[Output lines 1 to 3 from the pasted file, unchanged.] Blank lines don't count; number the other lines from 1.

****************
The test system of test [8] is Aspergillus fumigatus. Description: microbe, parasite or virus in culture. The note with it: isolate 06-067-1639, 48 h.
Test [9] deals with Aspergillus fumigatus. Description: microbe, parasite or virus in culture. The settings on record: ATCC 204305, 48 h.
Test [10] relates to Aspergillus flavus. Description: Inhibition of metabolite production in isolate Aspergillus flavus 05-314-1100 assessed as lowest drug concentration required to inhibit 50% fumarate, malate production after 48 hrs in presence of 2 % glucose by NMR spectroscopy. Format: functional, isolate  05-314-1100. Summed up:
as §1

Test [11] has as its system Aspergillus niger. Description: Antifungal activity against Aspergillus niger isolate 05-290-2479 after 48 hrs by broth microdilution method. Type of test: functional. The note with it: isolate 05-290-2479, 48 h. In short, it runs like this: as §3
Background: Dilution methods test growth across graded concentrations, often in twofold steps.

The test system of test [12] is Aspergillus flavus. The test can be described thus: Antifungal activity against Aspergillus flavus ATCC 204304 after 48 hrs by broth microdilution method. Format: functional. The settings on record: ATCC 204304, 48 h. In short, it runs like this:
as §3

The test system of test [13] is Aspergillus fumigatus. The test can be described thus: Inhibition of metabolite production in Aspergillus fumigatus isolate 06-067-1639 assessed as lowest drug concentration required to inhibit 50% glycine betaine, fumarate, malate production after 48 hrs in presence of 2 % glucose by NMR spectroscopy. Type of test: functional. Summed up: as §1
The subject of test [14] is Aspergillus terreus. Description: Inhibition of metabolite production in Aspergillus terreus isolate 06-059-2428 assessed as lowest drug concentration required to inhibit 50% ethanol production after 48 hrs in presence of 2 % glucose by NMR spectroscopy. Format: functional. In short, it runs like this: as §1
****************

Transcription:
The test system of test [8] is Aspergillus fumigatus. Description: microbe, parasite or virus in culture. The note with it: isolate 06-067-1639, 48 h.
Test [9] deals with Aspergillus fumigatus. Description: microbe, parasite or virus in culture. The settings on record: ATCC 204305, 48 h.
Test [10] relates to Aspergillus flavus. Description: Inhibition of metabolite production in isolate Aspergillus flavus 05-314-1100 assessed as lowest drug concentration required to inhibit 50% fumarate, malate production after 48 hrs in presence of 2 % glucose by NMR spectroscopy. Format: functional, isolate  05-314-1100. Summed up: